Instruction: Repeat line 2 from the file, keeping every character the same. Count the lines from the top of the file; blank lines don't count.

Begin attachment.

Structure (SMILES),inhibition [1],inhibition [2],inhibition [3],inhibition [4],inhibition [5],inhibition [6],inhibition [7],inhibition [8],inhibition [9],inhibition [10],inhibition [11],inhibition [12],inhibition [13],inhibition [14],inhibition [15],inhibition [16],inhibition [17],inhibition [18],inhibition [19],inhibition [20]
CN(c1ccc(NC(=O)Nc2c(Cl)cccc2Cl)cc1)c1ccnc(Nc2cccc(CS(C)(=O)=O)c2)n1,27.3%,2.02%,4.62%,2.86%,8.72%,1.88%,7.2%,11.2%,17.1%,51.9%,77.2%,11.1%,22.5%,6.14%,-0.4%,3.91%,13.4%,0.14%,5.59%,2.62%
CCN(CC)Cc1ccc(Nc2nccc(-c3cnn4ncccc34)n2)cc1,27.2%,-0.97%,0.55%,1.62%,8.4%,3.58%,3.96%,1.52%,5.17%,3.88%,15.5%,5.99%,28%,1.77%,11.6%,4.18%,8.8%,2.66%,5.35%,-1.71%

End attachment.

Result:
CN(c1ccc(NC(=O)Nc2c(Cl)cccc2Cl)cc1)c1ccnc(Nc2cccc(CS(C)(=O)=O)c2)n1,27.3%,2.02%,4.62%,2.86%,8.72%,1.88%,7.2%,11.2%,17.1%,51.9%,77.2%,11.1%,22.5%,6.14%,-0.4%,3.91%,13.4%,0.14%,5.59%,2.62%